Oklahoma State guard Marcus Smart, a 19-year-old top NBA draft prospect, shoved 40-year-old Texas Tech fan Jeff Orr. He has told coaches that he did so after being called “the n-word.” Orr has a wretched reputation, stretching back years, as a Texas Tech “super-fan” who gets off by yelling horrible things at teenagers. Former OSU players like John Lucas III have taken to Twitter to testify about John Orr.
Protests and raised fists have come to life to San Jose State University. For those who have not heard, three white students at San Jose State University have been charged with hate crimes – and a fourth has been suspended – after their African-American roommate was subjected to a series of racist torments that have shocked the entire community.
Today we are seeing service industry workers starting to organize, walk out and be heard and a 21st century Pullman is looking to halt the mere idea that the expansion of service unions will happen on his watch. This is why the struggle at AT&T Park is bigger than 800 concession workers and why everyone has a stake in offering solidarity and support.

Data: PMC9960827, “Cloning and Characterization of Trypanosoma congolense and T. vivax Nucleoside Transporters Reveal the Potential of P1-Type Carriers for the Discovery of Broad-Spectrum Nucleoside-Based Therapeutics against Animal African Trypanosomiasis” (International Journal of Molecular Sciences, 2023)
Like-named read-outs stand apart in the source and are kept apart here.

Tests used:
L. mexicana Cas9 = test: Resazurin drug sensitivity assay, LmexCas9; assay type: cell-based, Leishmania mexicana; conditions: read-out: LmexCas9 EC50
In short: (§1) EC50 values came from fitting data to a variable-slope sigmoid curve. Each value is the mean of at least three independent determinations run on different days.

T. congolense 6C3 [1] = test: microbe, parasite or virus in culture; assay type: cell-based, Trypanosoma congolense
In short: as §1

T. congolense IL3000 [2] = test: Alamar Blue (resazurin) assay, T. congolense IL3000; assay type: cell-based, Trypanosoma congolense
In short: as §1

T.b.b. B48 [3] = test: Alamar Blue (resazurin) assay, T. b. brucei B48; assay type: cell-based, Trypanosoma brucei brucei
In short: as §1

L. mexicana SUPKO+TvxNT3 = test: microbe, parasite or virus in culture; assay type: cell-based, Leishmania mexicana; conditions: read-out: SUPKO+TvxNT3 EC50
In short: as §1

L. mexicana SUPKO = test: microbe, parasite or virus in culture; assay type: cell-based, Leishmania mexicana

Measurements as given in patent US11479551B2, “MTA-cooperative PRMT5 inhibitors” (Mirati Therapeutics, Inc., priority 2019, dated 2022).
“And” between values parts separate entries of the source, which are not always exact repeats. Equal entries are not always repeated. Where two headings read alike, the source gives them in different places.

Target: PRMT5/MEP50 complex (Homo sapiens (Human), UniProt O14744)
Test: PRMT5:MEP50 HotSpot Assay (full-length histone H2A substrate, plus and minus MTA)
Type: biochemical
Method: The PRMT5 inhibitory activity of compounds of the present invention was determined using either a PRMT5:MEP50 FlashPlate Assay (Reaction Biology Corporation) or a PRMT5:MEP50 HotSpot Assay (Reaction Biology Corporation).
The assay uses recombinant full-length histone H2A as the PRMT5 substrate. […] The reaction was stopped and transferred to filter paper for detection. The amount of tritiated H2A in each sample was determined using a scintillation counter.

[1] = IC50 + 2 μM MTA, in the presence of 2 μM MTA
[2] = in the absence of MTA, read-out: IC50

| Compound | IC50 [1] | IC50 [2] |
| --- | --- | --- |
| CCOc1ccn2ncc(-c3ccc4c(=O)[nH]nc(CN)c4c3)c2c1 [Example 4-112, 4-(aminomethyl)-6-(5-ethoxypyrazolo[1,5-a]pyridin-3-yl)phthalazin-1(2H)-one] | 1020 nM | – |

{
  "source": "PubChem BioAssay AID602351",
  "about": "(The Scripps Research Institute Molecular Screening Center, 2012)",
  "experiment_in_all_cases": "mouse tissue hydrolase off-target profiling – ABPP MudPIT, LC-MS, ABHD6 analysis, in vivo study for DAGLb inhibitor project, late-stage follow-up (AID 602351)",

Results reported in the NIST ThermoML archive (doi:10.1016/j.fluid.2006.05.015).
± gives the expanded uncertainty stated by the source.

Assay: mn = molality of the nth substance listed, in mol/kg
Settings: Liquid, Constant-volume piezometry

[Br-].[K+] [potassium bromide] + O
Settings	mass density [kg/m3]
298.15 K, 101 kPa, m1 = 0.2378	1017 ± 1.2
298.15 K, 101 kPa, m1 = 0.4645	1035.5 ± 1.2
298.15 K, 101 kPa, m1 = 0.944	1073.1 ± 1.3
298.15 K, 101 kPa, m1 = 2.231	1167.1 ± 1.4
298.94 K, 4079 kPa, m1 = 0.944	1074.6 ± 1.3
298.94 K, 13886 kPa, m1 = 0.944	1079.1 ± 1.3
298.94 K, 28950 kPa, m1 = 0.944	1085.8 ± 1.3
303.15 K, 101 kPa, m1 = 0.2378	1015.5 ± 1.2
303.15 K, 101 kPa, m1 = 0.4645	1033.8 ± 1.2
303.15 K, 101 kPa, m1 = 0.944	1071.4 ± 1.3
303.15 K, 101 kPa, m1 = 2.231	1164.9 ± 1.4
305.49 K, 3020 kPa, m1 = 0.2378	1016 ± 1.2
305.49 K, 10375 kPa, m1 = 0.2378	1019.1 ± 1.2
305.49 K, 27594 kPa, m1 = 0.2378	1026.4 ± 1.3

John Carlos is best known as the man who, along with Tommie Smith, raised a clenched fist – the Black Power salute – on the medal stand after the 200 meter race. Carlos took bronze, and Smith gold, at the 1968 Mexico City Olympics. But that moment was a culmination of months of political discussion among black leaders in America. One such discussion happened in early 1968 in New York City.